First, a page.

2013 was an astonishing year for music. Here is an eclectic selection of just some of my favourites.
5. Pulp – “After You”
“After You” was gifted to fans at Pulp’s homecoming gig in December 2012, and was officially released as a download on 28 January 2013. It’s hard to imagine that this treasure – which only previously existed in demo form – was left neglected from way back in the We Love Life era, and an absolute delight that Jarvis decided to resurrect it.
Produced by LCD Soundsystem’s James Murphy, “After You” is a splendid track depicting themes of urban despair, twisted lechery, and a decaying society’s spiral toward blind consumerism. It’s not without nostalgic cultural references (who remembers Safeway?), a liberal helping of Jarvis’s requisite wit, and an insanely catchy chorus.
The first Pulp track to be released for a decade, the bar was set high for Jarvis & Co.’s return to the music scene, but they did themselves proud. Pulp’s drummer, Nick Banks, once remarked that the track is “an absolute lost classic”. Thank heavens it’s now been found.
4. Taylor Swift – “22”
Released as a single from the album Red, this is an uber-pop track telling of the highs and lows of being 22 years old.
Its ‘throw caution to the wind’ mantra is liberating, but the juxtaposition of excitement and fear makes for an emotional track grounded in a stinging realism: that the early post-adolescent years can come with baggage (“We’re happy, free, confused, and lonely at the same time/It’s miserable and magical”).
But 22’s encouragement of free-spiritedness and optimism is almost possible to escape. It doesn’t matter if life gives you lemons and you’re not wanting a lemonade, because “everything will be alright/If we just keep dancing like we’re 22”.
It’s cute, carefree, and manages to shake off the potential gloom with its own naivete; it’s the epitome of pop, and a genuine delight.
3. Rudimental ft. Ella Eyre – “Waiting All Night”
“Waiting All Night” is the latest drum and bass track from British four-piece Rudimental. Its protagonist’s heartfelt pleading for emotional recognition is excruciating, made powerful and convincing by the soulful voice of BRIT-schooled Ella Eyre.
It’s difficult to escape the passion, especially when the chorus erupts. “Waiting All Night” is a searing account of the agony of disregarded lust/love/(a bit of attention!): “I’ve been waiting all night for you to tell me what you want”. Who can say they can’t empathise with that?!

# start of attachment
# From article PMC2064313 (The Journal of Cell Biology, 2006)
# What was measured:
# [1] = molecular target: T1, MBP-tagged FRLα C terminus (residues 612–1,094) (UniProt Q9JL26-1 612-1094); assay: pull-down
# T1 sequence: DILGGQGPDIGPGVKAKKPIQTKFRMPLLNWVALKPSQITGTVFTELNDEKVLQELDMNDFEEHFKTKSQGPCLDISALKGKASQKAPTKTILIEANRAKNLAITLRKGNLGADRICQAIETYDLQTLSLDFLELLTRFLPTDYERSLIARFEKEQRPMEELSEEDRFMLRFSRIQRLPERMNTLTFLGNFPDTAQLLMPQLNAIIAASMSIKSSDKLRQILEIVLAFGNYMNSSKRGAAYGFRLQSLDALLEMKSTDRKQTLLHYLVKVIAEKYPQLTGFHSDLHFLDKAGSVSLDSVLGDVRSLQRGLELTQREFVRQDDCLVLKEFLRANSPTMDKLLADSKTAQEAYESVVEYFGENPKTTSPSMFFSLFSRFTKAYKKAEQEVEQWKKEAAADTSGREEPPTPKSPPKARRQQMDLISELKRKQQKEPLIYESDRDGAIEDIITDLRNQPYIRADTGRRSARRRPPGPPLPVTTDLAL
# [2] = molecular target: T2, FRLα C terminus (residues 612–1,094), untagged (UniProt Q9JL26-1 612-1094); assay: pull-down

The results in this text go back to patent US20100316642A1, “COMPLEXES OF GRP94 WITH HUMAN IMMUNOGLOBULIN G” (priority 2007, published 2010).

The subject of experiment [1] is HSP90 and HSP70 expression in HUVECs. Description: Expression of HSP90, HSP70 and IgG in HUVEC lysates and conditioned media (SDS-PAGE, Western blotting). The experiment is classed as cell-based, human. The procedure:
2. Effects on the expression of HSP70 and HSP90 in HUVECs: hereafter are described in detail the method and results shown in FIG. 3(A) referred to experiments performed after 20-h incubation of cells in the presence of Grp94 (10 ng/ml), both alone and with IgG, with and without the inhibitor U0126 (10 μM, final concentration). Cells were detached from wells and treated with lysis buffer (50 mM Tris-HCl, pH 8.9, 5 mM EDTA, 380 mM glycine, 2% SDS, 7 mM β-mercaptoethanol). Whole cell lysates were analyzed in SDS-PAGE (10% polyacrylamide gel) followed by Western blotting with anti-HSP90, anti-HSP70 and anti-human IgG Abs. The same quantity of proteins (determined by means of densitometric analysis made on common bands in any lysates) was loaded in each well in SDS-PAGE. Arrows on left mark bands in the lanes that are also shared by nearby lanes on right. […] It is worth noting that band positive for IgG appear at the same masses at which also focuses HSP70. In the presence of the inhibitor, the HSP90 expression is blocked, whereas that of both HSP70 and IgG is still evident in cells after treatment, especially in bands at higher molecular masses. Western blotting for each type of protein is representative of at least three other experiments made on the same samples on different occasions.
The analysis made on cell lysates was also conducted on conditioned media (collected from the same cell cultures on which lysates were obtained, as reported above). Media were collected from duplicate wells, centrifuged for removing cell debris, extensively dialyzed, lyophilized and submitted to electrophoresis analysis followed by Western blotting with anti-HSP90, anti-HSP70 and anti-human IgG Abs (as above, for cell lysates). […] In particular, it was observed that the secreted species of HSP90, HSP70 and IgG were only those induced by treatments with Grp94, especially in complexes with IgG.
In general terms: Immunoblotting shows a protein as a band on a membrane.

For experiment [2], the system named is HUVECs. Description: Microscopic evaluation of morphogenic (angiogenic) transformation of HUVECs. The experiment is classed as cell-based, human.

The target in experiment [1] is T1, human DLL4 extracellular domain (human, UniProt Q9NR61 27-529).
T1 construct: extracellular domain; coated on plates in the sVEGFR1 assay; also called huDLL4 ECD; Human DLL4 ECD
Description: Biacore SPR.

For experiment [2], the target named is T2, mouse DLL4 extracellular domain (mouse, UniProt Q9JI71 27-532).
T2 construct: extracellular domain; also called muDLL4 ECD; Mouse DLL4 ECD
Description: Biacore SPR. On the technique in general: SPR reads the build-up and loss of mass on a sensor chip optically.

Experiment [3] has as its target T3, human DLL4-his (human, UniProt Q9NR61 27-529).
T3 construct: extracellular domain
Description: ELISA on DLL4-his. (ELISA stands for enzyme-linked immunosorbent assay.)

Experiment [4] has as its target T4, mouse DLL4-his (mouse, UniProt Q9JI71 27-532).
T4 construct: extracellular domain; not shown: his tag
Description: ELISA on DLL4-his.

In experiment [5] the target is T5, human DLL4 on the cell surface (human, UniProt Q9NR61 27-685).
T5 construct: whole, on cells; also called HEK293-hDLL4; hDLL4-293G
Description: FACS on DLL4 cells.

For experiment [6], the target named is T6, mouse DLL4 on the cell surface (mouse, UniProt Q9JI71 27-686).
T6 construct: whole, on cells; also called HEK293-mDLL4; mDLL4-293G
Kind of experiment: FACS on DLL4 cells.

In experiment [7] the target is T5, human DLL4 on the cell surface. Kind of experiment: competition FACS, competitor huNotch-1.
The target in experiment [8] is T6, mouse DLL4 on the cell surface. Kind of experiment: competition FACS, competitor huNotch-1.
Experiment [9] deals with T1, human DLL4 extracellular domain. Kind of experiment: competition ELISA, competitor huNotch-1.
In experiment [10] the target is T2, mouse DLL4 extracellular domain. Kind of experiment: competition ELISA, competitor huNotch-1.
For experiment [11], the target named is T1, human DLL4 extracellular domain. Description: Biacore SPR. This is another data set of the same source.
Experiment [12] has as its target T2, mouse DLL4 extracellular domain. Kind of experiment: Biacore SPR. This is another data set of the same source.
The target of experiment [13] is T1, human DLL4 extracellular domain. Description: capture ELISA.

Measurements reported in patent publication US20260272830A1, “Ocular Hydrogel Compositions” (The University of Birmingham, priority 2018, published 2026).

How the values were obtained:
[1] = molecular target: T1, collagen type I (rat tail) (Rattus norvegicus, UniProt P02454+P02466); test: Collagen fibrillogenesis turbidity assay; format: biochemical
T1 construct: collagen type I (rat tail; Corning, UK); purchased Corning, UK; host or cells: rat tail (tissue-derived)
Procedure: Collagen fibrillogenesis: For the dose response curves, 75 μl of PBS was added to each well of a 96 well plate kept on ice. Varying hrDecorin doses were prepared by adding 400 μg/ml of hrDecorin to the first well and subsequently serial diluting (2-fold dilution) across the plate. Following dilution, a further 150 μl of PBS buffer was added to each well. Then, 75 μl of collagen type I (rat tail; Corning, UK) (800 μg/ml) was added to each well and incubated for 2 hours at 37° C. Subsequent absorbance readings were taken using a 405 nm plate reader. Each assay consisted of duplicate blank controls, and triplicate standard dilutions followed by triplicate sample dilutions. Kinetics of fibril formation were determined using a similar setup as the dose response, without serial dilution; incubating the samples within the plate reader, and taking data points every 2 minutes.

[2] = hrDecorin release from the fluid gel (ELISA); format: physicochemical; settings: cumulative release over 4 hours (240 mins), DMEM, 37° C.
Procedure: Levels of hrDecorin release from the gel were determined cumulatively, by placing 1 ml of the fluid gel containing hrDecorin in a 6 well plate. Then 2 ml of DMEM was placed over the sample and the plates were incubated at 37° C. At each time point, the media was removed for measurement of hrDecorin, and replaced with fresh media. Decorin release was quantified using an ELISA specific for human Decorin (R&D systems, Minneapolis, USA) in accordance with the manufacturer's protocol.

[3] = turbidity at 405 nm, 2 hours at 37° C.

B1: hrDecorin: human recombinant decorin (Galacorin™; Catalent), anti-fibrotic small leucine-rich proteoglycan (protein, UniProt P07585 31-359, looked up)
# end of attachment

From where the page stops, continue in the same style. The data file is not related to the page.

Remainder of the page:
A song to make you want to dance all night and scream at the top of your lungs until you’re seen and heard; a legitimate nightclub favourite.
2. Cher – “Woman’s World”
“Woman’s World” is a joyous return to the limelight for Cher after an almost ten-year hiatus.
This track shows that Cher’s still got what it takes. It’s refreshing to see a woman of a certain age undermining the mediocre efforts of the current pop industry and its self-obsessed, .. values. As ever, it’s an honour to revel in the lyrical quality of Cher’s songs, and momentarily escape from the omnipresent profanity of her younger counterparts.
It’s a gripping addition to Cher’s catalogue of female self-empowerment hits, reminiscent of “Believe” and “Strong Enough”. The inescapable ‘girl power’ is compelling: “Torn up, busted, taken apart/I’ve been broken down/Left with a broken heart/But I’m stronger/Strong enough to rise above.” Coupled with catchy lyrics and a persistently raucous beat, it’s superb.
1. Arctic Monkeys – “Do I Wanna Know?”
Undeniably one of the greatest tracks of the decade, and from a consistently solid album of wickedly ferocious tracks, ” Do I Wanna Know?” is a drunken rhetoric of apprehension and paranoia: the fear of potentially unrequited love, or a sexual interest with “aces up [her] sleeve” and other partners on her mind.
The depth of the protagonist’s desire is convincing, and his desperation heartbreaking. Alex Turner makes excellent use of metaphor and imagery, and with sublimely witty lyrics (“Been wondering if your heart’s still open/And if so I wanna know what time it shuts/Simmer down and pucker up”), it’s no wonder it’s been a critics’ favourite.
Arctic Monkeys are currently on fire: AM (the album from which “Do I Wanna Know” is taken) is undoubtedly the album of the decade, and arguably the best any indie band has produced this side of The Queen is Dead. Matt Mason of Q magazine writes: “Not for the first time, they sound like the best band in Britain.” Couldn’t agree more.